Hitchhiking with a Dog and a Bumblebee

I’m here in Tres Lagos

A one-horse town in the middle of nowhere. Probably the most remote barren place I’ve ever been in my life. Despite its name I haven’t seen one lago=lake, yet alone three, for several hundred kilometres.

The gorgeous Aussie spirits left this morning, and when they did I was ready to hit the road! My task today? To hitch a ride out of this landlocked ghost town to the promising shiny allure of ‘ciudad’ El Calafate.

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My Canine Sidekick

I find a place to base myself by the roadside at 9.30h.

The gorgeous young dog that slept by my tent last night has followed me here and continues his mission of sleep on the pavement. During the night I heard his shuffling and deep restful breaths through the thin membrane of my little shelter.

I didn’t expect company but am very glad of it.

I’m prepared today wearing my usual layers of calcinettas and thin wool thermals, hoodie, hat, boufanda=scarf… Thankfully, it’s a bright day and the wind is forgiving. These are things I’ve learnt to appreciate in Patagonia where El Clima is fully in charge. Here is an ocean of expansive pampa and sky. The dry strong winds greatly discourage trees to grow leaving little protection from the raw cheek-battering elements.

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A Sense of Freedom

I fire up my stove and brew some milky coffee. With hot drink, dog, sunshine and that wonderful mixture of freedom and independence this feels like an opportunity to literally stand still and reflect on my recent journey.

By 12.30h only a handful of vehiculos have passed through Tres Lagos. They’re all either full of vacationers or the locals going about their Sunday. Erm…yes…I’d lost track of the fact it’s Domingo. However, despite my initial panicky burst of ‘saudade’ last night to be in this nowhere alone, I’m in really good spirits.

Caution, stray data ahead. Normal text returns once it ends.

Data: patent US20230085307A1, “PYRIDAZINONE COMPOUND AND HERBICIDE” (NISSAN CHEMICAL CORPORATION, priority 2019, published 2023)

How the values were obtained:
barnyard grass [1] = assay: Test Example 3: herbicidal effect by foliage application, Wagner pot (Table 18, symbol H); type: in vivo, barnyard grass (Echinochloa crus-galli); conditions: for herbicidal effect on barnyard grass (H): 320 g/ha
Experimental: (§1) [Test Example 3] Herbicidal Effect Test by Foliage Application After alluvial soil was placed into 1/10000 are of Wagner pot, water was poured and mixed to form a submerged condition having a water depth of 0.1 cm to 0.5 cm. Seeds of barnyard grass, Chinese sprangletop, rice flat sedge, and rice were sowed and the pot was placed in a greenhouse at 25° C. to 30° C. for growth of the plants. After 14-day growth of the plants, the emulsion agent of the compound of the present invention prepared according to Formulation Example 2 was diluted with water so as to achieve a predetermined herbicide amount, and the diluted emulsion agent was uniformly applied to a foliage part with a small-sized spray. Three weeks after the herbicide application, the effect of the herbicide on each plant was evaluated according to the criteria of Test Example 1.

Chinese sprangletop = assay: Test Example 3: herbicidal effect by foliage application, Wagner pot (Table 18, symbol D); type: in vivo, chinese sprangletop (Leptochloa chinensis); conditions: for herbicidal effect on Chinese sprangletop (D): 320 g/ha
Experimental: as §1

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Rafal Kowalski comes into Town

My solace is interrupted when a lone cyclist arrives in town. Looking very travel savvy with a guitar and Polish flag strapped to the back of his vehiculo, we begin to chat. This is Rafal, a former Ikea carpenter who began travelling in 2005 and is still on the road having covered much of the globe. As I enjoyed his conversation my eyes wandered south to his Ruta-40-adapted combination of thick hiking socks and sandals. Nice touch Rafal!

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By sheer coincidence, I woke up one morning (3 days later) to see that Rafal was my immediate neighbour in the campsite in El Calafate.

Ooozing zest and a wide smile Rafal spun his tale of playing music on the street as he travels, to fund his travel. He almost took the words out of my mouth when he said simply that:

Street performance opens the heart of people. 

I share my street dancing experiences with him.

Recently, I’ve been feeling pretty feeble and domestic, craving my home comforts and wondering, sometimes, how to feel contentment without them. This short illuminating conversation with Rafal really put things into perspective for me.

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What a place to Be a Bee!

Enter the second highlight of this afternoon: a lovely bumblebee was bothering me a moment ago. His legs were heaving with pollen and he seemed to think that I might have nectar too. I’ve never had so much intimate attention from a bumblebee which gave me lots of time to study this tiny brilliant creature.

For a moment there I imagined windy cold barren Southern Patagonia from a Bee’s Eye View perspective, up in the air, looking down on wingless giant human hitchhikers who might have nectar.

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